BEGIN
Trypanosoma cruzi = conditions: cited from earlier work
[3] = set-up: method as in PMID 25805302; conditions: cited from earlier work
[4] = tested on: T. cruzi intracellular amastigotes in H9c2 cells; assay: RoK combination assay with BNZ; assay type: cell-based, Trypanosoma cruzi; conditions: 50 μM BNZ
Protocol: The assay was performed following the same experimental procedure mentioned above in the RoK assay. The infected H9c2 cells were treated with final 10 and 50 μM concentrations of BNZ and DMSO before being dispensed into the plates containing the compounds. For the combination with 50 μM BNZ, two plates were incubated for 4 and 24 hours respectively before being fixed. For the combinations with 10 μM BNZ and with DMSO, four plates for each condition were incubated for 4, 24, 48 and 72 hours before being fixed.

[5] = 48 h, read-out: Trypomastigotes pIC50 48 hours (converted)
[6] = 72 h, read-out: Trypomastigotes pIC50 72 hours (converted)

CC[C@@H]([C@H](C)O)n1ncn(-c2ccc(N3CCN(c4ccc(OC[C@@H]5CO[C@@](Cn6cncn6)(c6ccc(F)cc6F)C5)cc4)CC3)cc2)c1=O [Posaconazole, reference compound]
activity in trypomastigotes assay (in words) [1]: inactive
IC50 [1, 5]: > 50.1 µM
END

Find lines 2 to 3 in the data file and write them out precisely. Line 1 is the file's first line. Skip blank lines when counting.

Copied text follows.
[3] = set-up: method as in PMID 25805302; conditions: cited from earlier work
[4] = tested on: T. cruzi intracellular amastigotes in H9c2 cells; assay: RoK combination assay with BNZ; assay type: cell-based, Trypanosoma cruzi; conditions: 50 μM BNZ